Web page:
The Florida Legislature passed some of the nation's most sweeping changes for teachers last week. They would phase out teacher tenure and would tie salaries, in part, to student test scores.
So far, Republican Gov. Charlie Crist says he's not made up his mind about the bill, but teachers are pressuring him to veto it.
'A Kick In The Stomach'
Last week, before Friday's final vote on the proposal, 30 teachers stood in front of Sand Pine Elementary in suburban Tampa holding protest signs that said "Stop Senate Bill 6." Fourth-grade teacher Judi Mulligan says the bill is just another sign that lawmakers don't respect teachers.
"To look at what legislators are saying, it's kind of like a kick in the stomach to everybody. It makes us feel like we're not worthwhile or important," Mulligan says.
But state Sen. John Thrasher, the bill's sponsor and Florida's GOP chairman, says he does respect teachers.
"I respect them every day," Thrasher says. On the Senate floor, he pointed to his daughter, a former teacher, in the gallery.
"She's told me she's not fearful of this bill. Because she thinks that when this bill passes, it's going to inspire teachers to get into the classroom and do a better job than they've been doing, even now," Thrasher says.
'Very Big And Very Bold'
If the bill is signed into law, there'd be no more tenure for new teachers. Instead, they'd be hired on one-year contracts. There would also be a lot more testing of students. Teacher raises would depend on how much progress students make on standardized tests. And if students don't show learning gains for four of five years, a teacher could lose certification.
Florida's long been at the forefront of education changes, but this bill surprises Sandi Jacobs of the National Council on Teacher Quality.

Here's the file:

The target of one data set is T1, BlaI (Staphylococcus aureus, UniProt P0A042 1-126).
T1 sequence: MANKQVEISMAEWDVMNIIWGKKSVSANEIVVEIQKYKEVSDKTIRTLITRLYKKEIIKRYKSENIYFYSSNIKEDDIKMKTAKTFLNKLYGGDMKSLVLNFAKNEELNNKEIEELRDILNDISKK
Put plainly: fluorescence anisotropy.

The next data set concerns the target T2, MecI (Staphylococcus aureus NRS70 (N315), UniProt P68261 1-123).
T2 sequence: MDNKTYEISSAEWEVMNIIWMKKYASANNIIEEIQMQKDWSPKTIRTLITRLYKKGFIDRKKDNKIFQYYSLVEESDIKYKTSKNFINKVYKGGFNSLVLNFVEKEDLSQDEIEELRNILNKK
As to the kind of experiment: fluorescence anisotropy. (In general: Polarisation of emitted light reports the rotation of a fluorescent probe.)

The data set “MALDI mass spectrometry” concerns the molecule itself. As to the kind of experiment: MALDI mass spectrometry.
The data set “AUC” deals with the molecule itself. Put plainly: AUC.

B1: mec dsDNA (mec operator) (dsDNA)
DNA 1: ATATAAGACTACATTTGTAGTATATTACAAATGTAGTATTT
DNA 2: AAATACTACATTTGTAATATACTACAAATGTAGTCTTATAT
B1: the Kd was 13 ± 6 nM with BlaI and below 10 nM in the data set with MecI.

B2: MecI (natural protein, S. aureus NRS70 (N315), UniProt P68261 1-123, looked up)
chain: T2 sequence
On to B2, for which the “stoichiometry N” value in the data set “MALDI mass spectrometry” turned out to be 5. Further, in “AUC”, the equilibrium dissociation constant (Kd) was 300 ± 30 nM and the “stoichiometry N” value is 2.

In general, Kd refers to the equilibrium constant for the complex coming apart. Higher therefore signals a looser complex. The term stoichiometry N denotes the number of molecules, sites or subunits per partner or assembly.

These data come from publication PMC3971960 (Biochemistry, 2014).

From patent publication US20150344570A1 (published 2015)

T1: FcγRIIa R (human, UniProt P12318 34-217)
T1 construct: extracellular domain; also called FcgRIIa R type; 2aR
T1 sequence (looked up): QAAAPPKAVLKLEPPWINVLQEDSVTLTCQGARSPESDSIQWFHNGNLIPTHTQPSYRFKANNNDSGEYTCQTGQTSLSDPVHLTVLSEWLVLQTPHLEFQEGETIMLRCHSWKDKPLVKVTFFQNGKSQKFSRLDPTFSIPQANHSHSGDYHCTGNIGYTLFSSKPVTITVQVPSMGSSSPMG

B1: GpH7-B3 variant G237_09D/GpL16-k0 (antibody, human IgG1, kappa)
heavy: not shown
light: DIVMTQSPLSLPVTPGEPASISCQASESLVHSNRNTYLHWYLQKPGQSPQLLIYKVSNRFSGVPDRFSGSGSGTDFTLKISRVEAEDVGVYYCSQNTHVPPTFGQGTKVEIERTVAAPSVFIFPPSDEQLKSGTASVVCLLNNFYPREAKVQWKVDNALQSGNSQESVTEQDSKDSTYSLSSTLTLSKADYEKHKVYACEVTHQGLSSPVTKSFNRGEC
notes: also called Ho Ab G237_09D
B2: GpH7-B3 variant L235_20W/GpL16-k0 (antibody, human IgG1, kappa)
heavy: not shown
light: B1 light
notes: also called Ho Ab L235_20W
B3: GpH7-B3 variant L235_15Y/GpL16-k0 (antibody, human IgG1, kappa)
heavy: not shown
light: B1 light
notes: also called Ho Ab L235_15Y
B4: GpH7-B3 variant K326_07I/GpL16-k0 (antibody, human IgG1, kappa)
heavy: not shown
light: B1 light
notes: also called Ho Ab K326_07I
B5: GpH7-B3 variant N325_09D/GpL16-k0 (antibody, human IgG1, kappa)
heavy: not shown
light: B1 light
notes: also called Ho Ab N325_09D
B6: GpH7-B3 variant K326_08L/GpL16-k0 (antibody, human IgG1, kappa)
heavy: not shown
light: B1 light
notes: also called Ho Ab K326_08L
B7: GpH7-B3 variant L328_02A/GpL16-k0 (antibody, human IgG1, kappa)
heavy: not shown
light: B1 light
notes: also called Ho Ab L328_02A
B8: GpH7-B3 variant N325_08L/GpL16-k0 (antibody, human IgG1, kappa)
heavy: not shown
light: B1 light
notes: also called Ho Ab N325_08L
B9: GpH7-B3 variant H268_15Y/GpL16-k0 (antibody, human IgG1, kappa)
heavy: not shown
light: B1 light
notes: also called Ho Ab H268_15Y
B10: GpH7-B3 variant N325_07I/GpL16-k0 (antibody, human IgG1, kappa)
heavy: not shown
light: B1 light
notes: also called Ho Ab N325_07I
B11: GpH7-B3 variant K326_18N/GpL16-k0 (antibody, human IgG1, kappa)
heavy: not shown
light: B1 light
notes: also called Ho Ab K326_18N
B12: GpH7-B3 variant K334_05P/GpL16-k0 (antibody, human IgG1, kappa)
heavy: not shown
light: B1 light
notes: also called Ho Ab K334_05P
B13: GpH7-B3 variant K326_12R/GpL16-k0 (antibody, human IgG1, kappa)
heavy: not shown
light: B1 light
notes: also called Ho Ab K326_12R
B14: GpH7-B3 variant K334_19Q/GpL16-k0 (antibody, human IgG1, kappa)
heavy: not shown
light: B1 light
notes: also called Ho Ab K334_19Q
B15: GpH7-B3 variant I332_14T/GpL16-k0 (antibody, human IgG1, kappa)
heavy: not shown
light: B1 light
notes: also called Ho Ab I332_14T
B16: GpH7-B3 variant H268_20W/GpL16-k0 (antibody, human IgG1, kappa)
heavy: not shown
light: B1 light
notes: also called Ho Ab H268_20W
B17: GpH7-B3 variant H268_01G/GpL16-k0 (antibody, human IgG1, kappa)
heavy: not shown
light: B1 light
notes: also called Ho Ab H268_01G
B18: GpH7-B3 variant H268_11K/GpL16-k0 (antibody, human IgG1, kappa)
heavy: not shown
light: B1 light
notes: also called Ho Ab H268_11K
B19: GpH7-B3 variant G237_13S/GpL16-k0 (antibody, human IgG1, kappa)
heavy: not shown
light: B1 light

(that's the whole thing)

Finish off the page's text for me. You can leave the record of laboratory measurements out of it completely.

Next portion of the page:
"What Florida is considering is really very big and very bold. And while other states have passed related pieces, what Florida is proposing would really be very unprecedented," Jacobs says.
Jacobs' group supports the Florida proposal. Studies show that students excel when they have high-quality teachers, although other experts debate whether merit pay helps. Florida's bill echoes President Obama's Race to the Top program, which offers about $4 billion in education grants nationwide. Florida was heavily favored to win a federal grant from the program, but it lost out to Tennessee and Delaware. Those states had the support of teachers unions, while Florida mostly did not.
The Governor In The Middle
Now, teachers are flooding Republican Gov. Charlie Crist with e-mails and phone calls. Crist once said he supported the bill, but now he's not sure.
"I don't know. I honestly don't know yet," Crist says. "One of the most important things a public servant can do is listen. God gave me two ears and one mouth. I'm going to listen this week."
The governor says he's concerned about how progress would be measured for special-needs students and in classes like band, plus what to do about students who chronically miss school. These details would be hashed out later. It's that uncertainty that educator Mulligan fears. But she says teachers will adjust.
"Actually, the people that are here, we'll do what we as teachers always do. So we'll make it work. But it would be nice to make it work in a positive atmosphere where you felt needed and loved, even," Mulligan says.
Crist says he'll make his decision this week. If he vetoes the bill, he'll become a folk hero to many teachers, who have promised to support him in his tough primary race for the U.S. Senate.
Crist has until Friday to sign, veto or let the bill become law without his signature.